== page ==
ATLANTA-The 118.5 million-sf office market in Atlanta is in a tailspin but is expected to pull out or stabilize by year end, new research by locally based Richard Bowers & Co. indicates. Net absorption, occupancy and new construction are down. Vacancies are up, the highest since fourth quarter 1999.

“A significant economic downturn in the Atlanta office market” is how company president and broker Richard E. Bowers characterizes the first-half performance. But he believes “the worst of the office market downturn has already occurred.”

He expects improvement by year end in product deliveries and absorption despite 4.5 million sf of sublease space dumped on the market, largely by the high-tech sector.

Bowers anticipates the overall average rental rate will reach $22 per sf and occupancy rates will remain relatively stable at 90% to 90.5% by the end of the fourth quarter.

But for investors seeking the next commercial hot spots, the broker recommends the relatively small 2.6 million-sf Airport/South submarket to blossom based on his own feeling that greater Atlanta’s population of 4.1 million residents will balloon to five million in 10 years.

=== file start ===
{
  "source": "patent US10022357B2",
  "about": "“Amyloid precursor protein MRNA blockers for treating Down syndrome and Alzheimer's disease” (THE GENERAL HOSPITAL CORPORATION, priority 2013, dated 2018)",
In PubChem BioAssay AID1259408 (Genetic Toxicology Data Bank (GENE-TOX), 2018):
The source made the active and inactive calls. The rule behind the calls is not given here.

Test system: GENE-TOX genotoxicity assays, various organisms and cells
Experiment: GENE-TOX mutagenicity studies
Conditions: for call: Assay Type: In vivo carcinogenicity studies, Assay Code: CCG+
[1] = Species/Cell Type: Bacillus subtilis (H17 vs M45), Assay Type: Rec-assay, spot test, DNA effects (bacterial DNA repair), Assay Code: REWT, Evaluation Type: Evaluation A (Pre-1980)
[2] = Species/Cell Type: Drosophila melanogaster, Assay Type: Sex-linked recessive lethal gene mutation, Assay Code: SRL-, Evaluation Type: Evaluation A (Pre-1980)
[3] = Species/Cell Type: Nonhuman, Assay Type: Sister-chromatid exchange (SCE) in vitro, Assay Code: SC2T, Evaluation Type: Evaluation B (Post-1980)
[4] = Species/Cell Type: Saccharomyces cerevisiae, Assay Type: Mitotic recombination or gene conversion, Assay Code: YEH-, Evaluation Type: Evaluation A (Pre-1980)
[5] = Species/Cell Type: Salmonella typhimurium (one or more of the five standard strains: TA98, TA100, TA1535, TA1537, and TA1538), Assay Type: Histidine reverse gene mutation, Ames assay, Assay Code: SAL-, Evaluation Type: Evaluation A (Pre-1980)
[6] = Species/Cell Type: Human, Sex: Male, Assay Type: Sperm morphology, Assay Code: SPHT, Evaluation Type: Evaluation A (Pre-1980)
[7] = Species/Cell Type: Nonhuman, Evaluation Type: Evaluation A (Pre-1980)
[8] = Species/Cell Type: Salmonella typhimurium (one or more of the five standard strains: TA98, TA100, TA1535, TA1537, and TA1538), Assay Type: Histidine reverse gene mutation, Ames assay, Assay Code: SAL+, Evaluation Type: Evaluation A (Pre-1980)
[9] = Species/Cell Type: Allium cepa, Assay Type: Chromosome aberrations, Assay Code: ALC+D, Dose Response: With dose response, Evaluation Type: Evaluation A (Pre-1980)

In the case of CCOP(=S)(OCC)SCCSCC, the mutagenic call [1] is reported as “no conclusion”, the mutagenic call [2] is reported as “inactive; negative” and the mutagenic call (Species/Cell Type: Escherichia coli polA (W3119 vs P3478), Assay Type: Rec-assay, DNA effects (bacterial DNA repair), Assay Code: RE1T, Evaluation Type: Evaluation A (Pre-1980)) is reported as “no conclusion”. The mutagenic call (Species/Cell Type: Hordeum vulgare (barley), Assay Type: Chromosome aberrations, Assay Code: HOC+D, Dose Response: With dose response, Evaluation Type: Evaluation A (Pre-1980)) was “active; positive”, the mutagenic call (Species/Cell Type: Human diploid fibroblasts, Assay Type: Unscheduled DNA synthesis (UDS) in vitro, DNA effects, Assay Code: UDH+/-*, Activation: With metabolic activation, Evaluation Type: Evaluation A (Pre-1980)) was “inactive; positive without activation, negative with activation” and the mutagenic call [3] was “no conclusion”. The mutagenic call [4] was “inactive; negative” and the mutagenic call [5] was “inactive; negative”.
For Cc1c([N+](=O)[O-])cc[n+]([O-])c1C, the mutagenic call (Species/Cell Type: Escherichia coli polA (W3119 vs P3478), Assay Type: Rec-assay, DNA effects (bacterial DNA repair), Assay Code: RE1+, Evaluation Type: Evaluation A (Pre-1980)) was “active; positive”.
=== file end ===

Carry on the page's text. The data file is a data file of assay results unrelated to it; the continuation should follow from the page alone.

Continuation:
“Growth projections over the next 10 years will continue to alter Atlanta significantly, including greater densification along the Urban Corridor and our two major suburban markets, Interstate 75/Interstate 285 and Interstate 285/GA-400,” Bowers says.

He also sees “significant development occurring on the south side of Atlanta, dramatically altering the Airport/South submarket.”

Airport/South has 546,325 sf of vacant product; an occupancy rate of 79%; net absorption of 34,248 sf; and average asking rents of $16.49 per sf.

The 18 million-sf I-75/I-285 submarket–second largest after I-285/GA-400– has 1.36 million sf of vacant space; occupancy of 92.4%; net absorption of 147,190 sf; and average rents of $21.18 per sf.

The 21.9 million-sf I-285/GA-400 submarket has 1.87 million sf of rentable product; occupancy of 91.5%; net absorption of 21,961 sf; and average rent of $22.65 per sf, the highest in the suburbs.

Overall net absorption of 1.07 million sf in the first half is down from 4.43 million sf in the same period a year ago. Year-to-date new construction has dropped the occupancy level to 90.3% from 91.7% at year end 2000. The 9.7% vacancy mark is the highest since it reached 10.7% in fourth quarter 1999.

Average asking rents of $21.64 per sf are up from $20.99 in 2000. New construction of 2.59 million sf tops the 2.19 million sf delivered in second half 2000.

Among the submarkets, the Urban Corridor encompassing Downtown, Midtown and Buckhead/Lenox is relatively stable at 93.2% occupancy with average rental rates increasing to $24.32 per sf versus 94.2% occupancy last year and average rents at $23.93 per sf.

The average asking rent of $26.48 per sf in the 11 million-sf, 95.2%-occupied Buckhead/Lenox market is the highest of 17 submarkets monitored by Richard Bowers & Co.

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